R.C. (Afghanistan) v The Minister for Justice and Equality

JudgeMr. Justice Richard Humphreys
Judgment Date01 February 2019
Neutral Citation[2019] IEHC 65
CourtHigh Court
Docket Number[2017 No. 902 J.R.]
Date01 February 2019



[2019] IEHC 65

Humphreys J.

[2017 No. 902 J.R.]



Asylum & immigration – Subsidiary protection – Afghani national – Family reunification – Judicial review – International Protection Act 2015, s 59

Facts: The applicant, a national of Afghanistan, had been granted subsidiary protection following the rejection of his fraudulent asylum claim. He subsequently married and sought to reunify his family, which was refused under s 59 of the International Protection Act 2015. He now sought judicial review of that refusal, leave having been granted at an earlier hearing.

Held by the High Court that the proceedings would be dismissed. The respondent was entitled to verify the validity of an alleged marriage. The distinction between those married before the grant of protection and after was proportionate, and the applicant’s arguments as to the Constitution and ECHR were without merit.

JUDGMENT of Mr. Justice Richard Humphreys delivered on the 1st day of February, 2019

The applicant left Afghanistan in December, 2006 or January, 2007 and went to the U.K. He claimed asylum there, an application that was rejected. His father was then deported from the U.K. He came to Ireland in 2011 and applied for international protection under the false name of Matiullah Enayat. Presumably the idea was that a false name was necessary in order to frustrate the procedure for his potential return to the UK under the Dublin system as a failed asylum seeker there. It was not detected that he had abused the system but in any event his asylum application was refused. He then sought subsidiary protection and he was notified of an intention to grant this status on 29th May, 2015. Despite ministerial inquiries and his confession of his fraud on the protection system, he was granted subsidiary protection on 18th January, 2016 for a period of three years, apparently by reason of art. 15(c) of the qualification directive 2004/83/EC. He quickly set about putting in place chain migration, as it is called with refreshing transatlantic candour in the United States, or family reunification as it is more euphemistically called in Europe. On 4th October, 2016 he applied for family reunification for two brothers. On 31st December, 2016, the International Protection Act 2015 commenced. On 11th June, 2017 he married a Ms. S.H. by proxy. There is no evidence in the proceedings that they ever met each other, knew each other or had a meaningful relationship prior to that, although Mr. James O'Reilly S.C. for the applicant tells me his instructions are that they did know each other and met briefly in Pakistan, after the applicant was granted protection here. However such matters don't seem to have been communicated to the Minister so far.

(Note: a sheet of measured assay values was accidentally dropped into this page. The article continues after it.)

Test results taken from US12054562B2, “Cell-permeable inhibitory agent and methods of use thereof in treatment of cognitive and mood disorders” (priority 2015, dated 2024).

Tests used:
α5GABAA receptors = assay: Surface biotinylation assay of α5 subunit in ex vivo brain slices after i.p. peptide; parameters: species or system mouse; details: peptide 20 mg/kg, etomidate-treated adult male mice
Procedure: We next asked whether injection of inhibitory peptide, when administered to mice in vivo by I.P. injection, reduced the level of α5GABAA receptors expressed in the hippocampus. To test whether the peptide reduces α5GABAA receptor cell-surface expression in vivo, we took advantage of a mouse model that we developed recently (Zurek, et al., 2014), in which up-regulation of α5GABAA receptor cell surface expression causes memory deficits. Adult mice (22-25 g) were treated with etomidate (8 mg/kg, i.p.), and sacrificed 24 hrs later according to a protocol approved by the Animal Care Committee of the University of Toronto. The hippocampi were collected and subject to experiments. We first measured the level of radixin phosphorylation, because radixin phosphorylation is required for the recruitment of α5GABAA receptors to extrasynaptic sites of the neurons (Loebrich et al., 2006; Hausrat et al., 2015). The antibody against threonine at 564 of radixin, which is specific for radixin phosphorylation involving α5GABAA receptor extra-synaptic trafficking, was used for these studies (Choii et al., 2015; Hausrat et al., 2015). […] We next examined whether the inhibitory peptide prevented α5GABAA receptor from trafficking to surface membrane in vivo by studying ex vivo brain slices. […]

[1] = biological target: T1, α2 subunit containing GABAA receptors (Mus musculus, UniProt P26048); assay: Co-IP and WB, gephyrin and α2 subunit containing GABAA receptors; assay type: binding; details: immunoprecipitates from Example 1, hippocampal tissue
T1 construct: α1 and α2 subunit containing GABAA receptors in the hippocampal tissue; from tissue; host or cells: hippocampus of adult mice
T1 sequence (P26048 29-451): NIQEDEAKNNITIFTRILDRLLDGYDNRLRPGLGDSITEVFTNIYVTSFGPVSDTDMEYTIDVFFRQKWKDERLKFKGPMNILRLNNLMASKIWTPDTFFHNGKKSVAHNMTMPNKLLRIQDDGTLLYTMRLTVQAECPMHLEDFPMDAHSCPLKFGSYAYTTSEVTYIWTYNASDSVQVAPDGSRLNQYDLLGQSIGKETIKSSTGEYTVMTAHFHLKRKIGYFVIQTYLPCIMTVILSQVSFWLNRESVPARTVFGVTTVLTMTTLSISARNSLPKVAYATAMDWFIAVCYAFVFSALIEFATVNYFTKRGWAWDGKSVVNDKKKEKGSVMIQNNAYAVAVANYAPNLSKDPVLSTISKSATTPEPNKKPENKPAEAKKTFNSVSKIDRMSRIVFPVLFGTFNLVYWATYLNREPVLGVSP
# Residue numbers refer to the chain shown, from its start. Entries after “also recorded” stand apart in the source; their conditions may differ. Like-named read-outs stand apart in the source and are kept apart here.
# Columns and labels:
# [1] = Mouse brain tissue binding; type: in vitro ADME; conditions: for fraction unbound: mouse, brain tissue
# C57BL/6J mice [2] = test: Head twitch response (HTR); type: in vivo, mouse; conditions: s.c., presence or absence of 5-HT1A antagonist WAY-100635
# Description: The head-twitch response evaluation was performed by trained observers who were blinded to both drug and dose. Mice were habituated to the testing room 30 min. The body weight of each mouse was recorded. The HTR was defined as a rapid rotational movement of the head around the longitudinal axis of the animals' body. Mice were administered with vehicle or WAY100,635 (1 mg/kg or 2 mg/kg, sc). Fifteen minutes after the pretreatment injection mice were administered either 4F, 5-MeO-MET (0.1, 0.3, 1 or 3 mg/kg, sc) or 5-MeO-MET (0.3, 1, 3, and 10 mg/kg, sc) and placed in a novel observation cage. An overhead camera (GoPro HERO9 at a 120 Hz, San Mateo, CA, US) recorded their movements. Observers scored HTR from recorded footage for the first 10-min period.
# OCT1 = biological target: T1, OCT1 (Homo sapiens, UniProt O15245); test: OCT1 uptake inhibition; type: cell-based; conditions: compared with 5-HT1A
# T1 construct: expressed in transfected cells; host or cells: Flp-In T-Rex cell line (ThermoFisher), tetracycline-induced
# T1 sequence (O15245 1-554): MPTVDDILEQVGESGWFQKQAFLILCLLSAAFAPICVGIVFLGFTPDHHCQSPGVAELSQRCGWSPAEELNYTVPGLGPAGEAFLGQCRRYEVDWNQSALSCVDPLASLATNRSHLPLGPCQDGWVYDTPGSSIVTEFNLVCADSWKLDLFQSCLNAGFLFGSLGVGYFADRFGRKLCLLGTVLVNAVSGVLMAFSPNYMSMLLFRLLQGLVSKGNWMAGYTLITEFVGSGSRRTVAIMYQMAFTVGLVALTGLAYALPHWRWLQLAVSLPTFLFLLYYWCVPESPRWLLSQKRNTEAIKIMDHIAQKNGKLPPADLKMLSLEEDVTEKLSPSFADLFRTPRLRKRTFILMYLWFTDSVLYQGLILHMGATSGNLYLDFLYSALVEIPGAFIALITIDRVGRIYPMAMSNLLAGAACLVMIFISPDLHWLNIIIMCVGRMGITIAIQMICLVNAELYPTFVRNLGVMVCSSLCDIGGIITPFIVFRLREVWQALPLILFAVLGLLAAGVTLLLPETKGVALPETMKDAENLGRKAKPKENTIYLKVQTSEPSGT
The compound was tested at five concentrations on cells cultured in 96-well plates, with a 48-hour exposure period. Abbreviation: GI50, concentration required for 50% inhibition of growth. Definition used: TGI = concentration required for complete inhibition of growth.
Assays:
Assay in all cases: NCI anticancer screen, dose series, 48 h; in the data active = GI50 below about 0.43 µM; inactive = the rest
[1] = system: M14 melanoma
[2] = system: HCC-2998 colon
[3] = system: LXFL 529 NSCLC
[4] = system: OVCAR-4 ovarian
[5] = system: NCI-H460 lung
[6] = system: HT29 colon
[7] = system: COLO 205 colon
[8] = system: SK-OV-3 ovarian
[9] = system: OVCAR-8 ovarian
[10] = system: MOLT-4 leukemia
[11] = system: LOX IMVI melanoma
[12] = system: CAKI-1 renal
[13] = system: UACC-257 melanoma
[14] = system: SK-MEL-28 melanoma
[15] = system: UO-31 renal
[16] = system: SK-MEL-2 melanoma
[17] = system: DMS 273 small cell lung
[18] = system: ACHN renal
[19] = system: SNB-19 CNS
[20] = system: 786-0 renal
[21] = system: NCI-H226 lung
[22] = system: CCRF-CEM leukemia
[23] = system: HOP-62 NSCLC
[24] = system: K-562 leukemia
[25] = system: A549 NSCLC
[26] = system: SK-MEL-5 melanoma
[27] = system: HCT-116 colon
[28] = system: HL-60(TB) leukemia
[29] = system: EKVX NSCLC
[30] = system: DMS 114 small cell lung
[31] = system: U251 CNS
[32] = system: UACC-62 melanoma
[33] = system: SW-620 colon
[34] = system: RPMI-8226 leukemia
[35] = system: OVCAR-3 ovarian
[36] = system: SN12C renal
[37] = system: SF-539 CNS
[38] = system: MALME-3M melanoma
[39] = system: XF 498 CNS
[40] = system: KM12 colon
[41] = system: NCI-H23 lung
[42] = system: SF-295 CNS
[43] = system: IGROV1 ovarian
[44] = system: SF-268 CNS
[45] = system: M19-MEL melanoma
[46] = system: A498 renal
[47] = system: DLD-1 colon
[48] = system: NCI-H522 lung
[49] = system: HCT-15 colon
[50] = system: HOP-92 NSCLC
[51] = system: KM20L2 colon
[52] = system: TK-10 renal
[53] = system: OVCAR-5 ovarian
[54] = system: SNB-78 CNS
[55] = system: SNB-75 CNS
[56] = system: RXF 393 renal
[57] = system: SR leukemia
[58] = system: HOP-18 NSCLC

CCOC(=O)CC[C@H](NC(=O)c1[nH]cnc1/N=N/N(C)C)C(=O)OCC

On 15th August, 2017 the applicant applied for family reunification in respect of his wife. On 25th August, 2017 the Minister stated that that application could not be accepted under s. 59 (9)(a) of the 2015 Act as the marriage post-dated the protection application. On 20th November, 2017, leave was granted in the present proceedings, seeking certiorari of the decision of 25th August, 2017 refusing to accept the family reunification application, a declaration that s. 56(9)(a) was in relevant part unconstitutional or incompatible with the ECHR, as applied by the European Convention on Human Rights Act 2003, and damages.